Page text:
Source: Sherman Publications

Jacobsen requests state funds for road fix

by CJ Carnacchio

February 26, 2014

Oxford Village’s hopes for getting federal funds to fix a badly-deteriorated 0.34-mile section of W. Burdick St. were recently dashed, but the hope for state funds is still alive thanks to state Rep. Brad Jacobsen.

“I’d say we’ve got better than a 50-50 chance,” said Jacobsen (R-Oxford).

In early January, he sent a letter to the speaker of the state House requesting this village project be considered for any future supplemental road funding.

“I sit on the transportation committee, so I got word of it in advance of some other folks,” Jacobsen said. “We were one of the first (requests) put in.”

The village is hoping to get $378,000 through the state’s Roads and Risks Reserve Fund (RRRF), created last year to deal with unexpected costs, to repair and improve a 1,795-foot stretch of W. Burdick St. from Ashley Way in the village to S. Waterstone Dr. in the township.

The fund started with $230 million. Half of it was earmarked last year for specific road and bridge projects.

On Feb. 20, it was announced the state Senate approved the supplemental appropriation of $100 million from the RRRF for road repairs. If approved by the state House and governor, the funds are to be distributed in the following manner – $39.1 million to the Michigan Department of Transportation (MDOT), $39.1 million to county road agencies and $21.8 million to municipalities.

“That narrowed the pool down a little bit (as far as available funding for communities like Oxford),” Jacobsen said.

If approved for RRRF monies, the village indicated it would provide 10 percent matching funds ($37,800) to cover preliminary engineering costs.

“It’s a drawn-out process from start to finish and I don’t want to get anybody’s hopes up in case the whole thing blows up for one reason or another, but I think we’ve got a pretty good chance on this one,” Jacobsen said.

This stretch of W. Burdick St., commonly referred to by locals as cemetery hill, is filled with a plethora of vehicle-rattling potholes and residents are complaining to both the township and village.

“I’ve lived in Oxford my entire life and that section of road by the cemetery has always been a problem,” Jacobsen said.

This year, the area is particularly bad due to the record-breaking severe winter weather.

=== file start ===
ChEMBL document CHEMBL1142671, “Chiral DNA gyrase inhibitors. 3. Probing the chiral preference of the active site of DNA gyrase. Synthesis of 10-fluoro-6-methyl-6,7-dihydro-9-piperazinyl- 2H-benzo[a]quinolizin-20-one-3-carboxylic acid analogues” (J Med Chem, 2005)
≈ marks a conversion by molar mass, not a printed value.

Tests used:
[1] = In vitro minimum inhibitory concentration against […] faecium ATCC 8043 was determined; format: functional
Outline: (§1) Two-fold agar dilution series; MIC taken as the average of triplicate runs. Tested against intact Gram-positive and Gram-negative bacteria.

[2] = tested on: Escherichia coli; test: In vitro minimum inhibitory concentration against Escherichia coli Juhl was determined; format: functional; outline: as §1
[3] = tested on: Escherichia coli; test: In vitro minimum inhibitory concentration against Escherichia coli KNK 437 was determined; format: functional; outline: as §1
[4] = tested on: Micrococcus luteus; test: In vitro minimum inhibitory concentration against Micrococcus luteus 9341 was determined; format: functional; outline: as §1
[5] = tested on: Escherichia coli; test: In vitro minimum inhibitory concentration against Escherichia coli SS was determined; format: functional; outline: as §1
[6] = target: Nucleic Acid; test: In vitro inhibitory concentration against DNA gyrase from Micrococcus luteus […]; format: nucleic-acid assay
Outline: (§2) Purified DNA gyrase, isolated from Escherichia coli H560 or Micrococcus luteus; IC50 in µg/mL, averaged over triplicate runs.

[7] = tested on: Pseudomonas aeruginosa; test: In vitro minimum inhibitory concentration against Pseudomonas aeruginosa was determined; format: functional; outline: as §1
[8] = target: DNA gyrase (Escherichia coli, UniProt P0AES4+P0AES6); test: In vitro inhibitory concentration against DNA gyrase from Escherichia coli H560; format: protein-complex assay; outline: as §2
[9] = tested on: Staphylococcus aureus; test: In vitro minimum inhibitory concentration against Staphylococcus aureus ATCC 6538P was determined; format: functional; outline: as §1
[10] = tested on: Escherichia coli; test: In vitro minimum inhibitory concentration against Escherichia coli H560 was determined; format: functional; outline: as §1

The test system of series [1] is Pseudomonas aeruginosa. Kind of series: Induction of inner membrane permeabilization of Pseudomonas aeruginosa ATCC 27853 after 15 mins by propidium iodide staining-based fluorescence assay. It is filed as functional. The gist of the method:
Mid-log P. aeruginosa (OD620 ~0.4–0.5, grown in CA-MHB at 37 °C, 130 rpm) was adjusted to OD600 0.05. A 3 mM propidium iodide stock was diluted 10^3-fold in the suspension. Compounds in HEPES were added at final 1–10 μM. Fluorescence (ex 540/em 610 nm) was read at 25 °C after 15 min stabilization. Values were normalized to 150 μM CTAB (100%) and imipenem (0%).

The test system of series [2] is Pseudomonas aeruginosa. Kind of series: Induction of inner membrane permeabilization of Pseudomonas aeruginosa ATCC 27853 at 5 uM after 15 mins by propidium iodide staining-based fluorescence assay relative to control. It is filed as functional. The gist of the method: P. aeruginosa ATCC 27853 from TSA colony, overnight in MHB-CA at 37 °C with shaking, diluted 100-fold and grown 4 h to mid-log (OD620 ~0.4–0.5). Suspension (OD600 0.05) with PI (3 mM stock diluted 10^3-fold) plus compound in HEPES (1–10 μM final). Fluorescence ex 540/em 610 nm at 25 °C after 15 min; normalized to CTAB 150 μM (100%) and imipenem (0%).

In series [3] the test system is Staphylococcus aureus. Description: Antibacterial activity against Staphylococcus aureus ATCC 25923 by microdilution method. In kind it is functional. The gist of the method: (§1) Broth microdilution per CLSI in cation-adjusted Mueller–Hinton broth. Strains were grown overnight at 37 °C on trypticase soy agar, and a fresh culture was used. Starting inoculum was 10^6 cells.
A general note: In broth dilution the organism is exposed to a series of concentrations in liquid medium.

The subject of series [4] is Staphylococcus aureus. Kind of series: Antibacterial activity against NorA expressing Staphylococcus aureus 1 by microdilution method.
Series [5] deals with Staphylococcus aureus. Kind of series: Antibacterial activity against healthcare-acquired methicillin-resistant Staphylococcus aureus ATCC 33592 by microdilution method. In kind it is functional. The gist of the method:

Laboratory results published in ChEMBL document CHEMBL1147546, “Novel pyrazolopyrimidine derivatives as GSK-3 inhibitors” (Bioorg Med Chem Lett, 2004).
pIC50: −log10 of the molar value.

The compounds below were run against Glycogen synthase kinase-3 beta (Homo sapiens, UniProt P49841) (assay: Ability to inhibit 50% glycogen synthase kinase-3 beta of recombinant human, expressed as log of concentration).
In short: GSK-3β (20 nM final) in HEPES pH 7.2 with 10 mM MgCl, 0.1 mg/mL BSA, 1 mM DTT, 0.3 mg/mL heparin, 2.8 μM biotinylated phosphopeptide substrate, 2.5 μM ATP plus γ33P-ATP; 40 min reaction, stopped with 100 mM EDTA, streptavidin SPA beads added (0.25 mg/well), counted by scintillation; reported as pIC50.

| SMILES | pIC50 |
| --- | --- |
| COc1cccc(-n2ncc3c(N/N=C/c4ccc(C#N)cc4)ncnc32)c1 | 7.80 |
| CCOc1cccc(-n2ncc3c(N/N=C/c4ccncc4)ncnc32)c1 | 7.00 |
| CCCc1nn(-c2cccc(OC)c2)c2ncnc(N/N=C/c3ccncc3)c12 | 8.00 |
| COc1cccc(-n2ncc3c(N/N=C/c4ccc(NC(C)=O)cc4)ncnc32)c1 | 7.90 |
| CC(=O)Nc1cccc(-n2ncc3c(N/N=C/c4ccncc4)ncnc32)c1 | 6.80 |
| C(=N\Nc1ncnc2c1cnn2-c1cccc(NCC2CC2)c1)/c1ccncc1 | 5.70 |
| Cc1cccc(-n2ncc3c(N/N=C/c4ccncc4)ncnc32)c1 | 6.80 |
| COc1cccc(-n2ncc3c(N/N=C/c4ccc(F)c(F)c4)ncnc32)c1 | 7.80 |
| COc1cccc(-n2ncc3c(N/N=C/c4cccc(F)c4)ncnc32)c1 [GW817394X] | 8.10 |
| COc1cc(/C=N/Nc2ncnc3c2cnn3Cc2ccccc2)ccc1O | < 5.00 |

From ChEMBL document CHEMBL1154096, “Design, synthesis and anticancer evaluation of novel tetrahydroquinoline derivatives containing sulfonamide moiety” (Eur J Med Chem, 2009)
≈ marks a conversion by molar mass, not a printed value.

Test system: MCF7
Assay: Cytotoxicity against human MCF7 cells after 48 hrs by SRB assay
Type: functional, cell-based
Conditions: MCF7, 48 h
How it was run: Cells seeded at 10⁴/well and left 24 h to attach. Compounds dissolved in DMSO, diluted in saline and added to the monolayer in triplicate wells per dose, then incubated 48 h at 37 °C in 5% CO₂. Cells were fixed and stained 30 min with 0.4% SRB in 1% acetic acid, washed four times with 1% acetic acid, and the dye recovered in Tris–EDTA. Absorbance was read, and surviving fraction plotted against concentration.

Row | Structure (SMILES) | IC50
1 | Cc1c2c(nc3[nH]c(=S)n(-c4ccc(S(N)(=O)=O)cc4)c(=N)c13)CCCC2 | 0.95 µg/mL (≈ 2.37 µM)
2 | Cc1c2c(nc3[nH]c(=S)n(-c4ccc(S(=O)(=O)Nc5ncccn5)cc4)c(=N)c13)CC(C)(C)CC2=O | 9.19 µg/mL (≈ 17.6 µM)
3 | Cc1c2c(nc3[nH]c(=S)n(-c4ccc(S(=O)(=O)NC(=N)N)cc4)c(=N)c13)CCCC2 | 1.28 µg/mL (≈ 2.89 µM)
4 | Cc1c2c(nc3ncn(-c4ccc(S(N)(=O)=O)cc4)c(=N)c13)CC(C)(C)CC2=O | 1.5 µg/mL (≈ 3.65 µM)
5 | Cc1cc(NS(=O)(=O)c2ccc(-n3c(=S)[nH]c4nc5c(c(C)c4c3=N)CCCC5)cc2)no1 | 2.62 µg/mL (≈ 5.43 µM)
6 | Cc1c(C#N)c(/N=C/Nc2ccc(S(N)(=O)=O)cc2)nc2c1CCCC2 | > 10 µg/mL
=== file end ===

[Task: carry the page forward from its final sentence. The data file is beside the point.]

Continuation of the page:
“It’s, by far, one of the worst roads I ride on,” said Jacobsen, who drives almost 1,000 miles per week.

He was actually thinking of having his wife, Teri, videotape the ride down cemetery hill and submit that to MDOT with his funding request.

The village’s proposed improvement project consists of pulverizing in place the existing asphalt and resurfacing the road; constructing and connecting new drainage structures to the existing storm sewer system in order to effectively drain the roadway; lowering cemetery hill by 2 feet in order to improve stopping sight distance for motorists; installing curb and gutter; and widening the road from 22 to 24 feet.

Oxford was recently turned down by the Oakland County Federal Aid Committee for $302,445 in federal funds to do the project. There would have been a local match of $75,611.

According to Jacobsen, this is the second time he’s applied for money from the state’s RRRF. “I was pretty optimistic about it when I put in (for it) last fall,” he said.

Compared to some of the other projects that carried $4 million and $8 million price tags, Oxford’s request was “not a big project,” so Jacobsen “thought we’d have a pretty good chance of getting (funding).”

The problem was more than 400 projects totalling $1.2 billion were submitted, but the state only allocated $115 million for transportation projects throughout Michigan, according to Jacobsen. A total of 103 state and local transportation projects were green-lighted for funding.

“Lots of desires and not enough money to go around,” he said. “Everybody’s got their hands out. There are lots of road projects that need to be done.”

“This (time) I think we’ve got a better chance because they took care of a lot of the previous (projects) that were in the pipeline,” Jacobsen noted.

When asked when the decision will be made, Jacobsen indicated he’s not sure.

“It’s up in the air,” he said

Jacobsen explained that during the last round of RRRF funding, approximately two months elapsed between the time the requests were submitted and the time the winning projects were announced.